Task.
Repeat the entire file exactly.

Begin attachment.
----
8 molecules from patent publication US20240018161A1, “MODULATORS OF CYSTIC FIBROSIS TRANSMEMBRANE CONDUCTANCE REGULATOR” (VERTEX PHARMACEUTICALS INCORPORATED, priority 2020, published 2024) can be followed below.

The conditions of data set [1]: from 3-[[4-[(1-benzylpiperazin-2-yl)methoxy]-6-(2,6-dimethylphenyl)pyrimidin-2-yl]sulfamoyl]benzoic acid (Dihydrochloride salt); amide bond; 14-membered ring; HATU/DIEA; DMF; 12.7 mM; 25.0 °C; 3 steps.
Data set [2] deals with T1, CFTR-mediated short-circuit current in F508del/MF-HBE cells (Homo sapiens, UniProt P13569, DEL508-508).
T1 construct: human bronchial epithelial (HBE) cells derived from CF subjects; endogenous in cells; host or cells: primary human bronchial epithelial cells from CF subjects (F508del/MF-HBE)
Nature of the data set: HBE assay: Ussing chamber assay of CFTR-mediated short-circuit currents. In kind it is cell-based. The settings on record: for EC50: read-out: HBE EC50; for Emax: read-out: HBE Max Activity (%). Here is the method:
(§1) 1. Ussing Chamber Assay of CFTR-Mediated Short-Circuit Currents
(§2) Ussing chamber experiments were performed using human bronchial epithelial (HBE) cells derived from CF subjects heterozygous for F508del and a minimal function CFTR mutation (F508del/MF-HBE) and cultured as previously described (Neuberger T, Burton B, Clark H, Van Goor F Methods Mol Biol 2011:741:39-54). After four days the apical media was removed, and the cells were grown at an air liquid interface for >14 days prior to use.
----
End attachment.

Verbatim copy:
8 molecules from patent publication US20240018161A1, “MODULATORS OF CYSTIC FIBROSIS TRANSMEMBRANE CONDUCTANCE REGULATOR” (VERTEX PHARMACEUTICALS INCORPORATED, priority 2020, published 2024) can be followed below.

The conditions of data set [1]: from 3-[[4-[(1-benzylpiperazin-2-yl)methoxy]-6-(2,6-dimethylphenyl)pyrimidin-2-yl]sulfamoyl]benzoic acid (Dihydrochloride salt); amide bond; 14-membered ring; HATU/DIEA; DMF; 12.7 mM; 25.0 °C; 3 steps.
Data set [2] deals with T1, CFTR-mediated short-circuit current in F508del/MF-HBE cells (Homo sapiens, UniProt P13569, DEL508-508).
T1 construct: human bronchial epithelial (HBE) cells derived from CF subjects; endogenous in cells; host or cells: primary human bronchial epithelial cells from CF subjects (F508del/MF-HBE)
Nature of the data set: HBE assay: Ussing chamber assay of CFTR-mediated short-circuit currents. In kind it is cell-based. The settings on record: for EC50: read-out: HBE EC50; for Emax: read-out: HBE Max Activity (%). Here is the method:
(§1) 1. Ussing Chamber Assay of CFTR-Mediated Short-Circuit Currents
(§2) Ussing chamber experiments were performed using human bronchial epithelial (HBE) cells derived from CF subjects heterozygous for F508del and a minimal function CFTR mutation (F508del/MF-HBE) and cultured as previously described (Neuberger T, Burton B, Clark H, Van Goor F Methods Mol Biol 2011:741:39-54). After four days the apical media was removed, and the cells were grown at an air liquid interface for >14 days prior to use.